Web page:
Sharing social innovation learnings

In addition to program delivery, the collaborative has committed to Identifying, creating and mobilizing knowledge capturing WOSEN’s learning and impact to inform and influence practitioners and the ecosystem stakeholders. The project is taking an ecosystem approach to shift perspectives and practices towards more equitable and just economies by collaborating and sharing knowledge with a diversity of people in the entrepreneurship sphere.

The interim report as a knowledge product in and of itself reveals four key lessons from the WOSEN experience that may prove critical to the reorganization of the current entrepreneurial system to foster the growth of women-owned and women-led ventures with a positive social and environmental impact:

  1. Establish a collaborative founded on trust and dedicated to collaboration and co-creation in addressing system change;
  2. Ground the work in WOSEN Design Principles, an inclusive, anti-racist and decolonizing framework; 
  3. Adopt a developmental evaluation approach to support ongoing reflection and assessment informing co-creative and responsive design;
  4. Reduce the amount of facilitator delivered content, creating opportunities for more discussion, dialogue and relationship building between participants and tailor content to meet smaller group or more individualized needs.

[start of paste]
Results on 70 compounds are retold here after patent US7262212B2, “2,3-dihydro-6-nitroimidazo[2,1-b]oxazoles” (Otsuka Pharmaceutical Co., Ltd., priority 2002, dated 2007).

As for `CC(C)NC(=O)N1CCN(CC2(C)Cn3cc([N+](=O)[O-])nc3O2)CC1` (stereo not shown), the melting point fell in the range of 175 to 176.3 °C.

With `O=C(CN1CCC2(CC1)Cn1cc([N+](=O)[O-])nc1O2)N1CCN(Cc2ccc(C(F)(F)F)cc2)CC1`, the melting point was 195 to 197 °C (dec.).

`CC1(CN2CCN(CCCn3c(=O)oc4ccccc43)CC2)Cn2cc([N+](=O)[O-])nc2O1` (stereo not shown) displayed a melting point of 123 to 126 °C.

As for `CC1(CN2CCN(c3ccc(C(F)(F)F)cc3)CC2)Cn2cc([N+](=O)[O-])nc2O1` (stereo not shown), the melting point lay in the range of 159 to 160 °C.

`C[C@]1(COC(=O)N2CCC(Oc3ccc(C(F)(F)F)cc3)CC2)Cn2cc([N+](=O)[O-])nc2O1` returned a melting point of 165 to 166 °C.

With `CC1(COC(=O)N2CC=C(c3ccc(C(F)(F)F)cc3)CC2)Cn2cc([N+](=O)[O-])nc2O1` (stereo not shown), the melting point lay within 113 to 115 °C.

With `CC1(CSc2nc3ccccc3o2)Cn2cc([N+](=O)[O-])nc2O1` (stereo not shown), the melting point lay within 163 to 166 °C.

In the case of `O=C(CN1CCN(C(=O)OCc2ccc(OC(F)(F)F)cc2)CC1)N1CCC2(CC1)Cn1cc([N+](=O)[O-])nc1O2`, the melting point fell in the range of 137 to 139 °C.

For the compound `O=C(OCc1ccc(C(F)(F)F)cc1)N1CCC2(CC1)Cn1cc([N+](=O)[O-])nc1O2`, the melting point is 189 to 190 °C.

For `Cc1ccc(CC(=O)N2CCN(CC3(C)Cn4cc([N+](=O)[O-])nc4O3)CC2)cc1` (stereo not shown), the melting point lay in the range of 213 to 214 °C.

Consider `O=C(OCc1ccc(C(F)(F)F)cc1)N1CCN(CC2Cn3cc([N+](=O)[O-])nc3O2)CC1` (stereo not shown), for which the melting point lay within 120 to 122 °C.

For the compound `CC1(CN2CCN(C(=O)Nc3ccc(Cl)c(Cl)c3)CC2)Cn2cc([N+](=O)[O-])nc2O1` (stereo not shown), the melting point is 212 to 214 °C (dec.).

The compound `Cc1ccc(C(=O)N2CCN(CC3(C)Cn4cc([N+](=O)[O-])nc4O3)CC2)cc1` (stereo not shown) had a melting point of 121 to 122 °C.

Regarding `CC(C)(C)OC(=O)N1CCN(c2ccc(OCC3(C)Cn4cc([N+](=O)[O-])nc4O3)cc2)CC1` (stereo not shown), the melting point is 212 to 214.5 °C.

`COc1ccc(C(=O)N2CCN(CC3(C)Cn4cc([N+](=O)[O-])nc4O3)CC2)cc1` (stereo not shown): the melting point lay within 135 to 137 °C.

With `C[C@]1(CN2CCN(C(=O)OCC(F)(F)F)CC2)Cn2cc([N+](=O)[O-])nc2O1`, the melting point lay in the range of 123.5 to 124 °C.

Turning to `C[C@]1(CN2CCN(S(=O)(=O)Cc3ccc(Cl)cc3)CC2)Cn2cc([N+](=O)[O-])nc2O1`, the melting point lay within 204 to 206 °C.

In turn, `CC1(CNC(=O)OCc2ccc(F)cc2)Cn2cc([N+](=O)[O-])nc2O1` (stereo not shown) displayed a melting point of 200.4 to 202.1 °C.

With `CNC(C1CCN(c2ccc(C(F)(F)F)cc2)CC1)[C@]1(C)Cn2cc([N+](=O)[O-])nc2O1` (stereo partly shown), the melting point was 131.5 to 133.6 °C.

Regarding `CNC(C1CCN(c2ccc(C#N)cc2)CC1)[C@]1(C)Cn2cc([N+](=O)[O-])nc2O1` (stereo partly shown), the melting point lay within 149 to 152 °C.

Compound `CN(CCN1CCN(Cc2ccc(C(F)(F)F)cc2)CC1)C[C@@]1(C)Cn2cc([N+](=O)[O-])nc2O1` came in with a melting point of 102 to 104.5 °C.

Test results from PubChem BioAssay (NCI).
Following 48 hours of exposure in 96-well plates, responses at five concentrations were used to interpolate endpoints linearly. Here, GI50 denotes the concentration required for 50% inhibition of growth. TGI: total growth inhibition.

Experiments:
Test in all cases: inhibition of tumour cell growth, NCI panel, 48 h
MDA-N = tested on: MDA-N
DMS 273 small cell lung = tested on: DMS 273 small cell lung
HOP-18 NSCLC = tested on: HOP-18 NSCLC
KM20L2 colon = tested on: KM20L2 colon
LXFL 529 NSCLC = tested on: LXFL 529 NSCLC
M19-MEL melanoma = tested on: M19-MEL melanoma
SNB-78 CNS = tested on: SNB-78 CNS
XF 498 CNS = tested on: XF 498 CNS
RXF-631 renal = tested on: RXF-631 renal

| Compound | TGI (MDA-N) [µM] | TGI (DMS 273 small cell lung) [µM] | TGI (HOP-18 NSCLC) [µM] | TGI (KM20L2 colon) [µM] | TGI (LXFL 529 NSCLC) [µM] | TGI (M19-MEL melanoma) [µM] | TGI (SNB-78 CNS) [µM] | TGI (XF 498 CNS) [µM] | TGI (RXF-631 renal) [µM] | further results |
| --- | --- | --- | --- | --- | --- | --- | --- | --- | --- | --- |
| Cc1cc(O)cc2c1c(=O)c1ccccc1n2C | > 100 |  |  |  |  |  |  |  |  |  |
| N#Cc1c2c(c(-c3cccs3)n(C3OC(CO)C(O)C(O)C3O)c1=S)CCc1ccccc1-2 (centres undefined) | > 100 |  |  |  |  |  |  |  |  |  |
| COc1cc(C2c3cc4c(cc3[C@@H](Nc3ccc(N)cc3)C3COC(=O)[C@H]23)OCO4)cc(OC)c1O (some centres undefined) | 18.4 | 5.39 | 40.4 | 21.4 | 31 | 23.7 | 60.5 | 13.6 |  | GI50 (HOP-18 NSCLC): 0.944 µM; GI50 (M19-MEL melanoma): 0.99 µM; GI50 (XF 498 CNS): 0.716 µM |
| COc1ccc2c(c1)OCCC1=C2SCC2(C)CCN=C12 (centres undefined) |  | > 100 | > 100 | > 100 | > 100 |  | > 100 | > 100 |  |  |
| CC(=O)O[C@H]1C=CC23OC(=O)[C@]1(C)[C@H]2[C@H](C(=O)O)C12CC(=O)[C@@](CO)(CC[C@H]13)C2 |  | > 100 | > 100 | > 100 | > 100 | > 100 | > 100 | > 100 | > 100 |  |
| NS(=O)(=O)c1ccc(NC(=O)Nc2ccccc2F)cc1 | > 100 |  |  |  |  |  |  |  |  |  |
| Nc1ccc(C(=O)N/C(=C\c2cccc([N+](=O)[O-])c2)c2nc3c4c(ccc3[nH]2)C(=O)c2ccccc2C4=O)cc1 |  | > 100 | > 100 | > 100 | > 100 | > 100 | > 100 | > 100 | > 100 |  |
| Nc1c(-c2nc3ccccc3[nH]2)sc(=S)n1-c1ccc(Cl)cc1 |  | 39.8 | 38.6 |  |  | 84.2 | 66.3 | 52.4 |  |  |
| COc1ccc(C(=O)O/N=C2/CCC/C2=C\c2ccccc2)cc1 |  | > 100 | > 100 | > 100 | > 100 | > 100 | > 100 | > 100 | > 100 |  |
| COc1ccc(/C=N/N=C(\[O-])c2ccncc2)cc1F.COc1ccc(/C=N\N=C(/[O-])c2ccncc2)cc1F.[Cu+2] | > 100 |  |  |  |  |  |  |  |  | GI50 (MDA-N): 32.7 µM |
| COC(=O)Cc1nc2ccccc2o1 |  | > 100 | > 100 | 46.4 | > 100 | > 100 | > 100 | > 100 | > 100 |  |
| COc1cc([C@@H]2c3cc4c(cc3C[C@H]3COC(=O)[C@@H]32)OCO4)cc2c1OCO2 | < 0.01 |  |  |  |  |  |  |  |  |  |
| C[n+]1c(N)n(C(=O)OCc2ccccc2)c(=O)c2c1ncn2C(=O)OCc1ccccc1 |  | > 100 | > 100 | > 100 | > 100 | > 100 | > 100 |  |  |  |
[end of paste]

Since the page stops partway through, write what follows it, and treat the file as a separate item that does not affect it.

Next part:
The collaborative will integrate the findings of this report into upcoming program and knowledge mobilization approaches and urges all connected to the entrepreneurship ecosystem to reflect on how they can integrate WOSEN’s approach to inclusive ecosystem development. Going forward, WOSEN will be continuing its innovative START and GROW Accelerators, Women-Centred Innovation Learnings, Social Enterprise Ecosystem Development and Investment Readiness Supports programming, and launching a new Funder Pairing program, matching investment-ready founders with suitable investors as well as education dedicated to reaching markets abroad and supplier diversity.

Read the full WOSEN Interim Report here, or a shortened version of the report here

The Women of Ontario Social Enterprise Network is a collaboration between Pillar Nonprofit Network, Centre for Social Innovation (CSI), SVX and NORDIK Institute’s Social Enterprise and Entrepreneurship (SEE).  This project is funded in part by the Government of Canada through the Federal Economic Development Agency for Southern Ontario.

*All programing is inclusive of Two-Spirit and non-binary/genderqueer individuals.